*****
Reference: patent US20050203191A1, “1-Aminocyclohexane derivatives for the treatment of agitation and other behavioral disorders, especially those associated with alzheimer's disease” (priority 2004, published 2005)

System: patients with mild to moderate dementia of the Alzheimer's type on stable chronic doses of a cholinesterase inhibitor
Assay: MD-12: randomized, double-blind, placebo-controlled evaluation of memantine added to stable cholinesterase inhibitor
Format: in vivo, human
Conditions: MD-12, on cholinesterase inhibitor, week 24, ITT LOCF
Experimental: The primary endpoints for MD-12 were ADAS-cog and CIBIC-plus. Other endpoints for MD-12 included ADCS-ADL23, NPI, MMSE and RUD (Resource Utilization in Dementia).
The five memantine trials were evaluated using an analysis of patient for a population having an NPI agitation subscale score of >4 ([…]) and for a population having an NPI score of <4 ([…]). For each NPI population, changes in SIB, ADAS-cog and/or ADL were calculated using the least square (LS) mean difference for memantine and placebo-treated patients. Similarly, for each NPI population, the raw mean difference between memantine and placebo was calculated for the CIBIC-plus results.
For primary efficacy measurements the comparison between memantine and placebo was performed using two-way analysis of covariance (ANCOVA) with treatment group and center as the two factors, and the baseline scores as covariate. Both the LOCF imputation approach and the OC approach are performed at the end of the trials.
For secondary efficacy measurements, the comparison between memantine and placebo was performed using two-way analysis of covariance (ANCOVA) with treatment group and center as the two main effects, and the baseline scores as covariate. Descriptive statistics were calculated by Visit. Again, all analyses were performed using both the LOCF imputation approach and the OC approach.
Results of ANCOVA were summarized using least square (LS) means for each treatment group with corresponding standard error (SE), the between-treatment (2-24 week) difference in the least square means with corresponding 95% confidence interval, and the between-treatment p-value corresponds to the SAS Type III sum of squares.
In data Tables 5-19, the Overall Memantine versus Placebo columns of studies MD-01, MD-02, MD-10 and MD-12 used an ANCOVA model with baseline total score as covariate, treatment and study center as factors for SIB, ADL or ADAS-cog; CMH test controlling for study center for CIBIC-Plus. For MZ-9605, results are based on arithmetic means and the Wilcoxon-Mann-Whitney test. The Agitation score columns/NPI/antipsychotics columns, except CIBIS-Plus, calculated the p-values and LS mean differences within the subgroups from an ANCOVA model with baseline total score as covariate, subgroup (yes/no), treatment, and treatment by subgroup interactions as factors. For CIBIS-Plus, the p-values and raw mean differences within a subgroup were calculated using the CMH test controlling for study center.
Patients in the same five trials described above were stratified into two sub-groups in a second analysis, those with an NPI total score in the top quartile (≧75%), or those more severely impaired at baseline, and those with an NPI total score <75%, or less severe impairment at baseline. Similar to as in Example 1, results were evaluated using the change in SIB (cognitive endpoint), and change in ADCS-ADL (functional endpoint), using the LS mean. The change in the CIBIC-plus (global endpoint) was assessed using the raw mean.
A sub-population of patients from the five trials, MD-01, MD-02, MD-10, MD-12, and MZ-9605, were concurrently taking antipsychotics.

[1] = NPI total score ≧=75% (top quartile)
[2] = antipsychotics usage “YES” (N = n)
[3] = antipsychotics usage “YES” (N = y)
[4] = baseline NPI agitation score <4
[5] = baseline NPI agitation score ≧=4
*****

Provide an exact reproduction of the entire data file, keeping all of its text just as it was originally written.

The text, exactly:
Reference: patent US20050203191A1, “1-Aminocyclohexane derivatives for the treatment of agitation and other behavioral disorders, especially those associated with alzheimer's disease” (priority 2004, published 2005)

System: patients with mild to moderate dementia of the Alzheimer's type on stable chronic doses of a cholinesterase inhibitor
Assay: MD-12: randomized, double-blind, placebo-controlled evaluation of memantine added to stable cholinesterase inhibitor
Format: in vivo, human
Conditions: MD-12, on cholinesterase inhibitor, week 24, ITT LOCF
Experimental: The primary endpoints for MD-12 were ADAS-cog and CIBIC-plus. Other endpoints for MD-12 included ADCS-ADL23, NPI, MMSE and RUD (Resource Utilization in Dementia).
The five memantine trials were evaluated using an analysis of patient for a population having an NPI agitation subscale score of >4 ([…]) and for a population having an NPI score of <4 ([…]). For each NPI population, changes in SIB, ADAS-cog and/or ADL were calculated using the least square (LS) mean difference for memantine and placebo-treated patients. Similarly, for each NPI population, the raw mean difference between memantine and placebo was calculated for the CIBIC-plus results.
For primary efficacy measurements the comparison between memantine and placebo was performed using two-way analysis of covariance (ANCOVA) with treatment group and center as the two factors, and the baseline scores as covariate. Both the LOCF imputation approach and the OC approach are performed at the end of the trials.
For secondary efficacy measurements, the comparison between memantine and placebo was performed using two-way analysis of covariance (ANCOVA) with treatment group and center as the two main effects, and the baseline scores as covariate. Descriptive statistics were calculated by Visit. Again, all analyses were performed using both the LOCF imputation approach and the OC approach.
Results of ANCOVA were summarized using least square (LS) means for each treatment group with corresponding standard error (SE), the between-treatment (2-24 week) difference in the least square means with corresponding 95% confidence interval, and the between-treatment p-value corresponds to the SAS Type III sum of squares.
In data Tables 5-19, the Overall Memantine versus Placebo columns of studies MD-01, MD-02, MD-10 and MD-12 used an ANCOVA model with baseline total score as covariate, treatment and study center as factors for SIB, ADL or ADAS-cog; CMH test controlling for study center for CIBIC-Plus. For MZ-9605, results are based on arithmetic means and the Wilcoxon-Mann-Whitney test. The Agitation score columns/NPI/antipsychotics columns, except CIBIS-Plus, calculated the p-values and LS mean differences within the subgroups from an ANCOVA model with baseline total score as covariate, subgroup (yes/no), treatment, and treatment by subgroup interactions as factors. For CIBIS-Plus, the p-values and raw mean differences within a subgroup were calculated using the CMH test controlling for study center.
Patients in the same five trials described above were stratified into two sub-groups in a second analysis, those with an NPI total score in the top quartile (≧75%), or those more severely impaired at baseline, and those with an NPI total score <75%, or less severe impairment at baseline. Similar to as in Example 1, results were evaluated using the change in SIB (cognitive endpoint), and change in ADCS-ADL (functional endpoint), using the LS mean. The change in the CIBIC-plus (global endpoint) was assessed using the raw mean.
A sub-population of patients from the five trials, MD-01, MD-02, MD-10, MD-12, and MZ-9605, were concurrently taking antipsychotics.

[1] = NPI total score ≧=75% (top quartile)
[2] = antipsychotics usage “YES” (N = n)
[3] = antipsychotics usage “YES” (N = y)
[4] = baseline NPI agitation score <4
[5] = baseline NPI agitation score ≧=4